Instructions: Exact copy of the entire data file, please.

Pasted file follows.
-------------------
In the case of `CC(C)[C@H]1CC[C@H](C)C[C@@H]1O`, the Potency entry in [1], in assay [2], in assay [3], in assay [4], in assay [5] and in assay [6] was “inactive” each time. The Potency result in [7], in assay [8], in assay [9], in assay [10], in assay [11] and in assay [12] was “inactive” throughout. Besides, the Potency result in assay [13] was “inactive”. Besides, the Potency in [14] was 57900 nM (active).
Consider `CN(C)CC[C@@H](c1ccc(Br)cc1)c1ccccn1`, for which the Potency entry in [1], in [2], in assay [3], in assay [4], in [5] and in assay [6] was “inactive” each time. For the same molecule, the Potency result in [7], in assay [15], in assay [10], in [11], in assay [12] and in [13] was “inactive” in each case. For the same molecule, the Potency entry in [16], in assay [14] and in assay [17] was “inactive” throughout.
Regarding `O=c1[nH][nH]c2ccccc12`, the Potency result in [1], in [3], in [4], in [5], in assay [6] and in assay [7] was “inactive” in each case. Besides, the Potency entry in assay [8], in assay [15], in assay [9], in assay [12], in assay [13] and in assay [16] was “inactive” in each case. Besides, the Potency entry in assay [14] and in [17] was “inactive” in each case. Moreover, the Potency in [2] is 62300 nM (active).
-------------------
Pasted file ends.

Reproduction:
In the case of `CC(C)[C@H]1CC[C@H](C)C[C@@H]1O`, the Potency entry in [1], in assay [2], in assay [3], in assay [4], in assay [5] and in assay [6] was “inactive” each time. The Potency result in [7], in assay [8], in assay [9], in assay [10], in assay [11] and in assay [12] was “inactive” throughout. Besides, the Potency result in assay [13] was “inactive”. Besides, the Potency in [14] was 57900 nM (active).
Consider `CN(C)CC[C@@H](c1ccc(Br)cc1)c1ccccn1`, for which the Potency entry in [1], in [2], in assay [3], in assay [4], in [5] and in assay [6] was “inactive” each time. For the same molecule, the Potency result in [7], in assay [15], in assay [10], in [11], in assay [12] and in [13] was “inactive” in each case. For the same molecule, the Potency entry in [16], in assay [14] and in assay [17] was “inactive” throughout.
Regarding `O=c1[nH][nH]c2ccccc12`, the Potency result in [1], in [3], in [4], in [5], in assay [6] and in assay [7] was “inactive” in each case. Besides, the Potency entry in assay [8], in assay [15], in assay [9], in assay [12], in assay [13] and in assay [16] was “inactive” in each case. Besides, the Potency entry in assay [14] and in [17] was “inactive” in each case. Moreover, the Potency in [2] is 62300 nM (active).